A cleric criticised for defending the rape of non-Jewish women has been appointed as the new chief rabbi of the Israeli Army.
Rabbi Colonel Eyal Karim has came under strong condemnation from women's groups in 2002 when he answered a question on a religious website asking whether is it permitted to rape women during war.
Karim said it was permitted to satisfiy "the evil inclination by lying with attractive Gentile women against their will, out of consideration for the difficulties faces by the soldiers and for overall success" could be considered as excusable in order to maintain morale among soldiers and the army during fighting.
Ten years after the remarks, the Israeli Defence Forces (IDF) have issued a statement intended to "clarify" Karim’s response to the question as he is due to become the IDF’s next chief chaplain. Both the military and Karim said the rabbi’s words were misinterpreted.
However, Israeli politicians still objected to the decision to nominate the colonel for the position.
"Col. Eyal Karim is not suitable to be the chief rabbinical authority of the IDF, a body in which tens of thousands of women serve, and he isn't suitable to represent Jewish morality in any way whatsoever," said Israeli member of parliament and chairperson for the left-wing Meretz Party Zehava Galon.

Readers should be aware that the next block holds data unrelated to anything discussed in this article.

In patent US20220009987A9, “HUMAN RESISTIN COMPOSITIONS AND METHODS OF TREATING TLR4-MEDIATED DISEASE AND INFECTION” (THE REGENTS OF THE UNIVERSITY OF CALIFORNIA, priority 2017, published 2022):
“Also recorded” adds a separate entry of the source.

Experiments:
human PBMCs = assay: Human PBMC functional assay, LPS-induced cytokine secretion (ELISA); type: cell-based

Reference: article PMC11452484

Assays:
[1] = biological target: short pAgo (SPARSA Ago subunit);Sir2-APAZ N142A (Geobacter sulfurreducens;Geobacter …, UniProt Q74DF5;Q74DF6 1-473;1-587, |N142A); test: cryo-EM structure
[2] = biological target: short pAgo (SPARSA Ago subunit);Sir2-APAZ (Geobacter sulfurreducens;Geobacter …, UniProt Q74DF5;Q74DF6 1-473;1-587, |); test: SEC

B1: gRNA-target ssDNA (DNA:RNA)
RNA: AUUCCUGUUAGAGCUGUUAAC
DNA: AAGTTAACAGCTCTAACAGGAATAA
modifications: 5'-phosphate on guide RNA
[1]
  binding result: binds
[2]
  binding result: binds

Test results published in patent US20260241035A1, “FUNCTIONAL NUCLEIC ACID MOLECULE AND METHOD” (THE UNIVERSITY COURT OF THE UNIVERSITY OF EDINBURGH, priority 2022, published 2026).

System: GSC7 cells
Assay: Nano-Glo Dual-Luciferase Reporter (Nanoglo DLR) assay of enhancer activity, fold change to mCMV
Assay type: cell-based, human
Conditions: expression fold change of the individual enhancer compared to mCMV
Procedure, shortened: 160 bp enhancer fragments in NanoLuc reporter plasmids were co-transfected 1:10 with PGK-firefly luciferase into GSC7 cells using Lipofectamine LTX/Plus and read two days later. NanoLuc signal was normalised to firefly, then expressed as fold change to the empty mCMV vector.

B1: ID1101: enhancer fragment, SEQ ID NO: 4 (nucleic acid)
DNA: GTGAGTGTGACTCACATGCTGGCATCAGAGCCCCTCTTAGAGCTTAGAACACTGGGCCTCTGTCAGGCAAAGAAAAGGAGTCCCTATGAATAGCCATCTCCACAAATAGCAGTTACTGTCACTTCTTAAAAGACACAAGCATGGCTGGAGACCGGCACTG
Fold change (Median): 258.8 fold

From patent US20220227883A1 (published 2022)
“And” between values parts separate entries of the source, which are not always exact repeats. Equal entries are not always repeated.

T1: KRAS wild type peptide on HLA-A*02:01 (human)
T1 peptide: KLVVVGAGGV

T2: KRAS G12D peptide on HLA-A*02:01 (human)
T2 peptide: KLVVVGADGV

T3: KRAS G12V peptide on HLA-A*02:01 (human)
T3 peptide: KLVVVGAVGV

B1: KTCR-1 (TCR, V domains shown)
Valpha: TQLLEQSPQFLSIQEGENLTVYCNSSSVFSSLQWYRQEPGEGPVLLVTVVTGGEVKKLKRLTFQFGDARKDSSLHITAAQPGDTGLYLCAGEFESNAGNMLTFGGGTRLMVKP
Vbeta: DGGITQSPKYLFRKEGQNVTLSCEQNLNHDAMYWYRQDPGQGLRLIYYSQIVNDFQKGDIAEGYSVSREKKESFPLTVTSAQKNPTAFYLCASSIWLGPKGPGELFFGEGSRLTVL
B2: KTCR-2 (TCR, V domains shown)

"His appalling, racist and violent statement makes women fair game," she added.
Women’s rights groups also objected to the appointment and demanded its revocation.
Chairperson of the Israeli woman's rights organisation Na'amat, Galia Wolloch, stated that anyone who thinks that rape of gentile women is permissible as a morale-booster for soldiers would not lead the army in a good moral and spiritual direction.
Wolloch also stated that she intends to talk with IDF officials about revoking the decision, while Meretz member of parliament and former executive director of the Association of Rape Crisis and Michael Rozin demanded Col. Karim go through a training course in preventing sexual assaults.